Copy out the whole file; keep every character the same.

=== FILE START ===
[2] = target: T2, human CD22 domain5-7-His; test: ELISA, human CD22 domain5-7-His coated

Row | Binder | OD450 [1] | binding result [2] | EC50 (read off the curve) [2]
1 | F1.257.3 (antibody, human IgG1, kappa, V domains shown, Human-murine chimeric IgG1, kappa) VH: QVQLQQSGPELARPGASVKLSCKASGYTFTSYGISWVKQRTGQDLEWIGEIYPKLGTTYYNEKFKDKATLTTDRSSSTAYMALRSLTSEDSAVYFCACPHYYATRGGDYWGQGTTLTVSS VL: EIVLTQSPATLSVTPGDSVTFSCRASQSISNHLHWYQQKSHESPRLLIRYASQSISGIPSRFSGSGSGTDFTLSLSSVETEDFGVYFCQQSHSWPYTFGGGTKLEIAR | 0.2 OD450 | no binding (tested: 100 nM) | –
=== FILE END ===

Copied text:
[2] = target: T2, human CD22 domain5-7-His; test: ELISA, human CD22 domain5-7-His coated

Row | Binder | OD450 [1] | binding result [2] | EC50 (read off the curve) [2]
1 | F1.257.3 (antibody, human IgG1, kappa, V domains shown, Human-murine chimeric IgG1, kappa) VH: QVQLQQSGPELARPGASVKLSCKASGYTFTSYGISWVKQRTGQDLEWIGEIYPKLGTTYYNEKFKDKATLTTDRSSSTAYMALRSLTSEDSAVYFCACPHYYATRGGDYWGQGTTLTVSS VL: EIVLTQSPATLSVTPGDSVTFSCRASQSISNHLHWYQQKSHESPRLLIRYASQSISGIPSRFSGSGSGTDFTLSLSSVETEDFGVYFCQQSHSWPYTFGGGTKLEIAR | 0.2 OD450 | no binding (tested: 100 nM) | –